After benchmarking what the market has to offer, it’s time to start boiling down your team’s requirement list. This may be in preparation for a tender, or simply something you’d like to communicate to favorable vendors. One way or the other, the definition of requirements is key for realignment after the research, demonstrations and benchmarking phase. These activities could have brought your team further apart, rather than closer together. Not seeing eye-to-eye doesn’t have to be a negative thing. Strong opinions about what should be included (must-haves, should-haves, nice-to-haves) on a requirement list for a ProcureTech solution will result in a robust stakeholder perspective. While this may make the requirement list more difficult for vendors to meet with full compliance, it will help you to quickly sort out which vendors do and don’t have the functionality you and your team find to be necessary.

You gotta fight, for your right, to party! Now that you know what you want, you need to say it with your chest! Communicate your set of requirements to attractive vendors.

How you communicate your requirements is up to you. Run an RFx, or do something a little bit more ‘down-and-dirty’. This is something you may want to decide whilst creating your roadmap, so you can plan for the length of a full tender process. Again, this is why avoiding rigidity is important. Because, if you find a solution you want, and you know it’s the right fit, is a tender really worth the resources?

Shortlist and Test it!

Whether you decide upon running a full-blown tender, or a hybrid alternative to an RFx, you should always come out on the other side with a shortlist — AKA more than one alternative vendor. Keep things competitive with the solution providers you shortlist. I don’t need to tell you this, though. You’re a professional buyer. You know how to create negotiation power :))

Now, test it! Run a trial period, or engage the supplier to provide you and your team with a POC. While spending the resources on trying the solution yourself isn’t always necessary, seeing the solution in action, in line with your requirements, will make a future use case for you and your team all the more concrete.

It’s important to not just test the solution but put the solution to the test. It’s a rather standard procedure to ask for T&C, Technical Specifications, and possibly even subject the vendor to a security review. Again, this needs to be taken into consideration during roadmap creation as it will require resources from legal, IT & will likely take time.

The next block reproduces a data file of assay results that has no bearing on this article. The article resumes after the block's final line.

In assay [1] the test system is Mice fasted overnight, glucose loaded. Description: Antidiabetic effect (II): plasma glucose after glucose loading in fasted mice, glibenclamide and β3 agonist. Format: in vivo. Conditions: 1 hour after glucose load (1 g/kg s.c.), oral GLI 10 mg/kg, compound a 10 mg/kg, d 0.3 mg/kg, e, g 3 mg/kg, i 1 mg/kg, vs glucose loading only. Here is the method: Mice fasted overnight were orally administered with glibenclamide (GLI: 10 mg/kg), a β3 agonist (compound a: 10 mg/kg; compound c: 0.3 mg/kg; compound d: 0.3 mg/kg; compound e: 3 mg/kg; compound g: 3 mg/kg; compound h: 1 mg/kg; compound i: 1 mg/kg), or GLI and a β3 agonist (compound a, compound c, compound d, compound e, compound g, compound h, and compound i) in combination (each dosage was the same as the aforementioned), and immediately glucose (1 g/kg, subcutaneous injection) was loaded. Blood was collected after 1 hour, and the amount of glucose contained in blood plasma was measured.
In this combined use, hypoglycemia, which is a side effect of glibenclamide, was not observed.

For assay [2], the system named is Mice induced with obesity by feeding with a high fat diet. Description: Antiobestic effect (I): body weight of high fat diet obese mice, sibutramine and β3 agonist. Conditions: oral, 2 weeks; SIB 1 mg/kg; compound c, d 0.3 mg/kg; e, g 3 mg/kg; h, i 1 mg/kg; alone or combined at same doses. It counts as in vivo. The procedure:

Align & Decide

You came, you tried, you need to align.

Align within your team, and celebrate. You’re nearing the end of the decision making process. And, because you’ve taken the correct steps to get here, you’re not going to regret the solution you purchase.

Deciding upon the right vendor should be pretty simple if you’ve taken the proper steps previous to the decision-making stage, and have a robust set of evaluation material to base your selection upon. You’re a procurement professional, so I assume you have the whole Communicate, Negotiate, Terms & Agreement thing down, so I’ll spare you the details of entering/finalizing a contract agreement.

Implement & Adopt

You’re now in a post-contract phase. Feels good right?

It should! You’ve been thorough and have completed a purchase that will likely alter the future efficiency of your procurement organization. While this is a great accomplishment within itself, there is a good bit left in this purchase lifecycle…

Implementation & Adoption. AKA actually using what you bought. And, using it correctly. There are a lot of questions that need to be answered, and processes to be managed to ensure a successful implementation and adoption.

Let’s pluck the low-hanging fruit.

First and foremost, will you take an approach to evolution or big bang?

Whichever you choose, be realistic with the resources & FTE it will take from your team, external consultants and/or vendor implementation experts. “All key stakeholders and impacted parties need to have sufficient agreement and understanding of what successful implementation will look like and require, otherwise bottlenecks, delays, and apathy will inevitably occur” (Harrington 2018). Avoiding bottlenecks is easier said than done when implementing new solutions, especially if it requires team members to adjust their daily mode-of-operating.

Make sure that someone in the group of key stakeholders, or selection/steering committee, remains in an ownership role/project management role of the implementation. Own the solution you’ve been a part of purchasing, love it, use it, and get others excited about using it too!

It’s all too often that companies buy in new IT solutions and allow them to sit on the shelf like a can of beans. Even beans have an expiration date. If you don’t adopt the ProcureTech solutions that you buy, then your team will surely fall back on the tools that they relied upon pre-implementation.

Buying a ProcureTech solution requires your organization to spend money. But, actually using a ProcureTech solution requires time, energy, focus and most importantly — buying into change.